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child benefit -is the £44000 earning limit being brought in 2012 or 2013

(13 Posts)
lotti37 Sat 30-Jul-11 09:43:01

thank you

LawrieMarlow Sat 30-Jul-11 09:45:18

I thought it was from April 2013 ie tax year 2013-2014 but could well be wrong.

Will try and find out.

LawrieMarlow Sat 30-Jul-11 09:48:17

Everything I have found so far says "by 2013" without giving a specific date. Changes do generally happen in April although not always.

<keeps looking>

LawrieMarlow Sat 30-Jul-11 09:53:20

This says that

"Child Benefit will be frozen from April 2011 to 2013 and then withdrawn from higher rate taxpayers from 2013" which sounds like April 2013 onwards.

LawrieMarlow Sat 30-Jul-11 09:57:25

This (published just after the press release in October 2010) says that it doesn't say exactly when it would start - just "by 2013".

lotti37 Sat 30-Jul-11 10:15:49

i thought it was april 2013. thanks. they should work it out on a household income rather than an individual income. seems unfair to me if one of you does not work the other does but are over the limit.

LawrieMarlow Sat 30-Jul-11 10:21:10

I agree it should be on household income - I did write to my MP about it as at that time we would have been affected by it due to my small income and H's larger income (currently not higher rate but by then would be as they are going to reduce the income at which you pay higher rate tax, although the personal allowance is going up).

Two people could both earn say £43k and get child benefit, which is worth more than its value as to get the same amount you would need to earn rather more gross whereas one person could earn £44k and not get it.

H has moved out (not due to child benefit grin) so at the moment it shouldn't be a problem for me but I am quite sure there will be at least more debate on this before it is implemented. There is also the possibility I think that families where one partner does not work would still receive it so that they get HRP and then it would be taken out of the higher earners tax. All feels not very well thought out.

CogitoErgoSometimes Sat 30-Jul-11 11:11:58

I get a little fed up with the 'my partner earns a fortune and I earn nothing so it's not fair' argument. As a single parent, my individual and my household income are identical by definition, and both take me over the threshold. Aside from a discount on my council tax I get no benefits, no breaks, no extra help, no top-ups. However, I take the view that I (and anyone else in the HRT bracket) am very fortunate to earn as much as I do and would rather someone who needs it more than me will still get CB or extra tax credits or whatever's in the pot.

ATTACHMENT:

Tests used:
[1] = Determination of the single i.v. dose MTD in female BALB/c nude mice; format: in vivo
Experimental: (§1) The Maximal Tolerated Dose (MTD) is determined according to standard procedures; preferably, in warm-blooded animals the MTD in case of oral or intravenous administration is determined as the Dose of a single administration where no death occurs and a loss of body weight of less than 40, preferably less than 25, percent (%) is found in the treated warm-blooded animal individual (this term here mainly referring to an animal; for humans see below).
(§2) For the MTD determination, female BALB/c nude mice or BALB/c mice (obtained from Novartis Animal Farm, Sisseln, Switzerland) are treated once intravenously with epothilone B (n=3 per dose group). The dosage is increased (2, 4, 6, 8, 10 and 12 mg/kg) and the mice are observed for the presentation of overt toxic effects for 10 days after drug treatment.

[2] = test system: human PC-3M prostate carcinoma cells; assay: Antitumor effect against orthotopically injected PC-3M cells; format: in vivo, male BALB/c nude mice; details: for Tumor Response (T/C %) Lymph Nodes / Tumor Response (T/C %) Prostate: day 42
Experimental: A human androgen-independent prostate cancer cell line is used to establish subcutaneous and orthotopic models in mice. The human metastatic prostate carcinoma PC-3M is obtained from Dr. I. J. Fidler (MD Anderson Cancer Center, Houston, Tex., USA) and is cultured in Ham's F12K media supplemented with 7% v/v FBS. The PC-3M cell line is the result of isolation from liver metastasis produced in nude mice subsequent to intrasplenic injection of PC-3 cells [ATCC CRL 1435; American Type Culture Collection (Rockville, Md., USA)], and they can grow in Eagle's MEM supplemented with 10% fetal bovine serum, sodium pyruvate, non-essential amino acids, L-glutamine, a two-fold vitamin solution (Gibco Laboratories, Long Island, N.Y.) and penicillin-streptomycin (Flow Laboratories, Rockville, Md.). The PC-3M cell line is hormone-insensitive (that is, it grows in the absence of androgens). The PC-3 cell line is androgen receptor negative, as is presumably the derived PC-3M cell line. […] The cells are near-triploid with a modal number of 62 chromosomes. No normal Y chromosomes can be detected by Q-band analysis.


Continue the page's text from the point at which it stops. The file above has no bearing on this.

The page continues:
LawrieMarlow Sat 30-Jul-11 12:13:15

Cogito I should have mentioned that for single parents it is the most unfair. As I am one now I should have mentioned it but I suppose as I wasn't one when the proposals came out I was still thinking about how it would have affected me, which is selfish but I suppose that I am grateful that at least I don't have that to affect things now.

What I find most unfair is that people who will be earning just over the higher rate tax band will get an overall cut in pay that if they earned a little bit less they wouldn't. I am sure some people will be paying more into pensions or maybe working slightly fewer hours so they overall get more money.

CogitoErgoSometimes Sat 30-Jul-11 14:36:31

Single parents on a good income have always got zip extra help - but really, why should we? Used to get CTC, which I didn't turn down obviously, but I never understood why anyone would give benefits to people on incomes as high as £55k.

The concept of a higher rate tax band IME is unfair by definition. Because we have different tax rates that kick in at particular earnings thresholds, if you're just over that threshold you're not a lot better off than if you're underneath. Peg CB to it and it's just another income stream that cuts off. Whatever the middle-income version of the 'poverty trap' is, that's it. 'Middle-income trap'?. I worked out recently that if my income halved, my take-home pay (with CB added back) would only go down by a third. I'd love a flat income tax rate but as it would be shouted down as 'the tory government looking after their rich mates' it's unlikely to happen. smile

As for working fewer hours to keep qualifying for CB, I don't think that's a wise move. My DB working in a branch of the civil service once turned down the chance of promotion because (quote) 'I won't get overtime any more and I'll be worse off'. 20 years on he's stuck in the same job on the same payscale, whereas if he'd taken the promotion opportunity he'd probably be on double the salary by now, even with the overtime.

mercibucket Sat 30-Jul-11 14:52:53

It could well be worth working slightly less hours or paying a bit more into pension if you are right on the edge of the higher rate threshold. Dh will be just over(remember it will start at a lower pay rate by 2013) and we'd losE several grand. Think we'll pay more into pension n charitieS n keep the cb

mranchovy Sat 30-Jul-11 22:54:54

When this was announced in October 2010 it was definately going to be brought in from 2013 and it was definately going to be enacted in the 'next available finance bill'. Now the 2011 Finance Bill was definately completely silent on Child Benefit, and there have been no further announcements from the Treasury on the subject.

There are huge technical problems associated with implementing this so it will be interesting to see what happens next confused

LawrieMarlow Sat 30-Jul-11 22:56:27

That's interesting mranchovy. I did think it all sounded a bit more complicated to implement than was being suggested at first.

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